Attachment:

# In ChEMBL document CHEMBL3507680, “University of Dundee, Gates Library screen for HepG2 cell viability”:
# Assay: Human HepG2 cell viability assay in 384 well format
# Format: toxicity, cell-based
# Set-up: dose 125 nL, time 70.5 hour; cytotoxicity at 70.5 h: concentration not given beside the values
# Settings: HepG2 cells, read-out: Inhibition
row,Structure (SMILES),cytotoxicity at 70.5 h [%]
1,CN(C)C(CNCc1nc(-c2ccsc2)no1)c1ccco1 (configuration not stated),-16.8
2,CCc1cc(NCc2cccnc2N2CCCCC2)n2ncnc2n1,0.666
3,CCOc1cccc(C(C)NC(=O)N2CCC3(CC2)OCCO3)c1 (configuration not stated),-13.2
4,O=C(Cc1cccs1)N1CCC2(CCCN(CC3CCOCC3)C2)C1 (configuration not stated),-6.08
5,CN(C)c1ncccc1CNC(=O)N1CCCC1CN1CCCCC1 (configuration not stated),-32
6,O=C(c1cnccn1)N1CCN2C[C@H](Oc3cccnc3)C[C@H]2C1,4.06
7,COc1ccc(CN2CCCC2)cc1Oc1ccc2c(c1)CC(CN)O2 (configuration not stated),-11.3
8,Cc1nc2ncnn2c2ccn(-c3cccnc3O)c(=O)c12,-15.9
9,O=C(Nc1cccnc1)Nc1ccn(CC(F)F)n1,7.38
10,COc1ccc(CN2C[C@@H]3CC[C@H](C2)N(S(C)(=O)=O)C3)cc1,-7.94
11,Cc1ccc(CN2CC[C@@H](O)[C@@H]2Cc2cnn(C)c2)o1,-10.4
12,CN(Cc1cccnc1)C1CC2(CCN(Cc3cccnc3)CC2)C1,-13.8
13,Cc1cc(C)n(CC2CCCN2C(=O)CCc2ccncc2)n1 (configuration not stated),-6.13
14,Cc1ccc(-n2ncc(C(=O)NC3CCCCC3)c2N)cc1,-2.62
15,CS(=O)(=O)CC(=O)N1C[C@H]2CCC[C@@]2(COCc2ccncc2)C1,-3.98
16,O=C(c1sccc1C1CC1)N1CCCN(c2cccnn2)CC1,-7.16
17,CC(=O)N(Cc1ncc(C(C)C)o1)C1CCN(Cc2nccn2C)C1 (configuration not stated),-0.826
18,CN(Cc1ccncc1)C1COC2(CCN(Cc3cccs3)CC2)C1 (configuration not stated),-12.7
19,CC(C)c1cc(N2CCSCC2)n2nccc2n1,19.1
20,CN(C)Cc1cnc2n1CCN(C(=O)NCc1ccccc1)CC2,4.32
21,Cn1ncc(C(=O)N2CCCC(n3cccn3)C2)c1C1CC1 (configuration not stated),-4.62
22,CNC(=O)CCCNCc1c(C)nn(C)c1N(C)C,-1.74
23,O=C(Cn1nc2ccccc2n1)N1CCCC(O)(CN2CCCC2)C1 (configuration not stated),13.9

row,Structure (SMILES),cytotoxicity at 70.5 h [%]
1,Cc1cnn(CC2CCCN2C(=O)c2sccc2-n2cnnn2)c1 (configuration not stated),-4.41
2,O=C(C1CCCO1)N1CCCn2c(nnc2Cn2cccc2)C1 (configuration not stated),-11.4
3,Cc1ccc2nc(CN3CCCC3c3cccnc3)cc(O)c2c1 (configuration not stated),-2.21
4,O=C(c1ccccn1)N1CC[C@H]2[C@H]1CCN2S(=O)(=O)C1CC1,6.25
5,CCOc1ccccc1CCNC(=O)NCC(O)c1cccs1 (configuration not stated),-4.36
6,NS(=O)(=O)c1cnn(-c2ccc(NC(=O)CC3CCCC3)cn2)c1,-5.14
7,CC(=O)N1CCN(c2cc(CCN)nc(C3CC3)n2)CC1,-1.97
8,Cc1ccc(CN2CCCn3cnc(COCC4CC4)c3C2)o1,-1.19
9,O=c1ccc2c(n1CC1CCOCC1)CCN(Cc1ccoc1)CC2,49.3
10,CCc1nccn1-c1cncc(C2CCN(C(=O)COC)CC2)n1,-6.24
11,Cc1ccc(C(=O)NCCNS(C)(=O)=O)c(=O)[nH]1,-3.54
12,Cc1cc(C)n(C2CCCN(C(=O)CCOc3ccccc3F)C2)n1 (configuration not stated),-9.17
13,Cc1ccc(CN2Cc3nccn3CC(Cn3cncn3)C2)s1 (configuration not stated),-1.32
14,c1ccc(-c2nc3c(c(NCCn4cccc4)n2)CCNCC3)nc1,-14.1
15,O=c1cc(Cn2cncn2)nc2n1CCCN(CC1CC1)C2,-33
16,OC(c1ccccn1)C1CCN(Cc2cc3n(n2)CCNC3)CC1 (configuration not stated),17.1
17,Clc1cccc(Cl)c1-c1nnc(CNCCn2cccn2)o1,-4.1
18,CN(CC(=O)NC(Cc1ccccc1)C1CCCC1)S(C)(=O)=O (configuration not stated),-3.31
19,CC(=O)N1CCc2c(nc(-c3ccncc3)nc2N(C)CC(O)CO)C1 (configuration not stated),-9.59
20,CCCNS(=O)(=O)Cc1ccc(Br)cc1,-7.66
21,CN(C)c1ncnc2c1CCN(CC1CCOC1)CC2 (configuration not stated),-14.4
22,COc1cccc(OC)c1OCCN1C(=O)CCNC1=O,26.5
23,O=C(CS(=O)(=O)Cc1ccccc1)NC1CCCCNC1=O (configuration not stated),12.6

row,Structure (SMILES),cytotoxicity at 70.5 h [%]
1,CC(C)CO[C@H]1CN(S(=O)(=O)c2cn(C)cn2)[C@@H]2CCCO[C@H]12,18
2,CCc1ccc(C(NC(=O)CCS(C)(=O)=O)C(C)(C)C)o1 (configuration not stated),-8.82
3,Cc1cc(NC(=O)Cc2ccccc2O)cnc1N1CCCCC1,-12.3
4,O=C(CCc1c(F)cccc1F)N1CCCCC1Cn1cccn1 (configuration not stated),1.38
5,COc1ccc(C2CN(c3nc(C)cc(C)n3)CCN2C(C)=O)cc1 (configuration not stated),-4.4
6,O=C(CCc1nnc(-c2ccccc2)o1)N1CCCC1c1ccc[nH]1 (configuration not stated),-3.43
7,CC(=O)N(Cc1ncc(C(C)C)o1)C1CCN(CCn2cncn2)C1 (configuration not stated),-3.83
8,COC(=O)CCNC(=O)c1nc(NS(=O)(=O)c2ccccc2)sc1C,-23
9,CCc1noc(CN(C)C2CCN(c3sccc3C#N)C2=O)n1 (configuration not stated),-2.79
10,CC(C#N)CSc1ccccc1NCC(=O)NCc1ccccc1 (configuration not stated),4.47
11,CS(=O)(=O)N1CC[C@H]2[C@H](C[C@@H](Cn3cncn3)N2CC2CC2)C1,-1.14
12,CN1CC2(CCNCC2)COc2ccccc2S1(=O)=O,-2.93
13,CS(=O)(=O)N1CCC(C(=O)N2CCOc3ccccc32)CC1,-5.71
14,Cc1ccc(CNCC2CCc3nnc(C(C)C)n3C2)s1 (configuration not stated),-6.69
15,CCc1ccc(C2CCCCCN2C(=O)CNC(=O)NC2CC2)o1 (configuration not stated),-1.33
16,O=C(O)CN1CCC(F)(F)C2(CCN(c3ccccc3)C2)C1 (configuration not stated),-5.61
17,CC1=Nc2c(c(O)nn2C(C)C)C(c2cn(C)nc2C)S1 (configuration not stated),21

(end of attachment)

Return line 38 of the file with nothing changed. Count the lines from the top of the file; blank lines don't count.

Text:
8,Cc1ccc(CN2CCCn3cnc(COCC4CC4)c3C2)o1,-1.19